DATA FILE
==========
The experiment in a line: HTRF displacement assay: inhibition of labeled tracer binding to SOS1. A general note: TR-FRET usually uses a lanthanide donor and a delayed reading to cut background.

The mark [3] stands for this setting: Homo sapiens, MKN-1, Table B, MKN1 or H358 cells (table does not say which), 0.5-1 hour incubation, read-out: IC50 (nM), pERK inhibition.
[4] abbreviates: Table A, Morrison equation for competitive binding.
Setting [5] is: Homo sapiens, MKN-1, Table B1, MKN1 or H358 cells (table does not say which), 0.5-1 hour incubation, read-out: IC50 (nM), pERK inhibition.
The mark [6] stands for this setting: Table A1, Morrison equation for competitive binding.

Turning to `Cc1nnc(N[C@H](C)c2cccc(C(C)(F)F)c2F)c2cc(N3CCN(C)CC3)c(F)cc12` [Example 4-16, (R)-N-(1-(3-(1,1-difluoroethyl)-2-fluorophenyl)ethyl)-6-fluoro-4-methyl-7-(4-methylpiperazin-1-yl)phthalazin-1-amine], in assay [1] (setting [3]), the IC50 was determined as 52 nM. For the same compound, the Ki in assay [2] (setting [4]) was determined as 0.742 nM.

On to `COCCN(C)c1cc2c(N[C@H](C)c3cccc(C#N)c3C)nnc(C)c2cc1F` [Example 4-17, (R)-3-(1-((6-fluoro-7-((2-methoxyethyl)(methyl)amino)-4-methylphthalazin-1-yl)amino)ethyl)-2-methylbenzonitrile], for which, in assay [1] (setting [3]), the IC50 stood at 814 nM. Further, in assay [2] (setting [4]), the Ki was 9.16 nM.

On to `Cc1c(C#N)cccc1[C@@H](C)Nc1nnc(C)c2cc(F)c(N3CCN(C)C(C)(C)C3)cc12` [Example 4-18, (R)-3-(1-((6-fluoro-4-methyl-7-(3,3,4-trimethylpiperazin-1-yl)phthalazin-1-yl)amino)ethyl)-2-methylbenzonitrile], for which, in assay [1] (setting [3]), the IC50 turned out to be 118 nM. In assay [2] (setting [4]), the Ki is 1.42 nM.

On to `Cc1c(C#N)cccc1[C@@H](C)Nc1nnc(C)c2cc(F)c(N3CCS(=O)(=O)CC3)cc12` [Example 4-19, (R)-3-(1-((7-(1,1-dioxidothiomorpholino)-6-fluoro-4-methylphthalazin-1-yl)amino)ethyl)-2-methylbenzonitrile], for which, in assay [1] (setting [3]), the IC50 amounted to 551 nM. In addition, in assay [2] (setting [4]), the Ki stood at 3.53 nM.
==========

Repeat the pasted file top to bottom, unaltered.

The experiment in a line: HTRF displacement assay: inhibition of labeled tracer binding to SOS1. A general note: TR-FRET usually uses a lanthanide donor and a delayed reading to cut background.

The mark [3] stands for this setting: Homo sapiens, MKN-1, Table B, MKN1 or H358 cells (table does not say which), 0.5-1 hour incubation, read-out: IC50 (nM), pERK inhibition.
[4] abbreviates: Table A, Morrison equation for competitive binding.
Setting [5] is: Homo sapiens, MKN-1, Table B1, MKN1 or H358 cells (table does not say which), 0.5-1 hour incubation, read-out: IC50 (nM), pERK inhibition.
The mark [6] stands for this setting: Table A1, Morrison equation for competitive binding.

Turning to `Cc1nnc(N[C@H](C)c2cccc(C(C)(F)F)c2F)c2cc(N3CCN(C)CC3)c(F)cc12` [Example 4-16, (R)-N-(1-(3-(1,1-difluoroethyl)-2-fluorophenyl)ethyl)-6-fluoro-4-methyl-7-(4-methylpiperazin-1-yl)phthalazin-1-amine], in assay [1] (setting [3]), the IC50 was determined as 52 nM. For the same compound, the Ki in assay [2] (setting [4]) was determined as 0.742 nM.

On to `COCCN(C)c1cc2c(N[C@H](C)c3cccc(C#N)c3C)nnc(C)c2cc1F` [Example 4-17, (R)-3-(1-((6-fluoro-7-((2-methoxyethyl)(methyl)amino)-4-methylphthalazin-1-yl)amino)ethyl)-2-methylbenzonitrile], for which, in assay [1] (setting [3]), the IC50 stood at 814 nM. Further, in assay [2] (setting [4]), the Ki was 9.16 nM.

On to `Cc1c(C#N)cccc1[C@@H](C)Nc1nnc(C)c2cc(F)c(N3CCN(C)C(C)(C)C3)cc12` [Example 4-18, (R)-3-(1-((6-fluoro-4-methyl-7-(3,3,4-trimethylpiperazin-1-yl)phthalazin-1-yl)amino)ethyl)-2-methylbenzonitrile], for which, in assay [1] (setting [3]), the IC50 turned out to be 118 nM. In assay [2] (setting [4]), the Ki is 1.42 nM.

On to `Cc1c(C#N)cccc1[C@@H](C)Nc1nnc(C)c2cc(F)c(N3CCS(=O)(=O)CC3)cc12` [Example 4-19, (R)-3-(1-((7-(1,1-dioxidothiomorpholino)-6-fluoro-4-methylphthalazin-1-yl)amino)ethyl)-2-methylbenzonitrile], for which, in assay [1] (setting [3]), the IC50 amounted to 551 nM. In addition, in assay [2] (setting [4]), the Ki stood at 3.53 nM.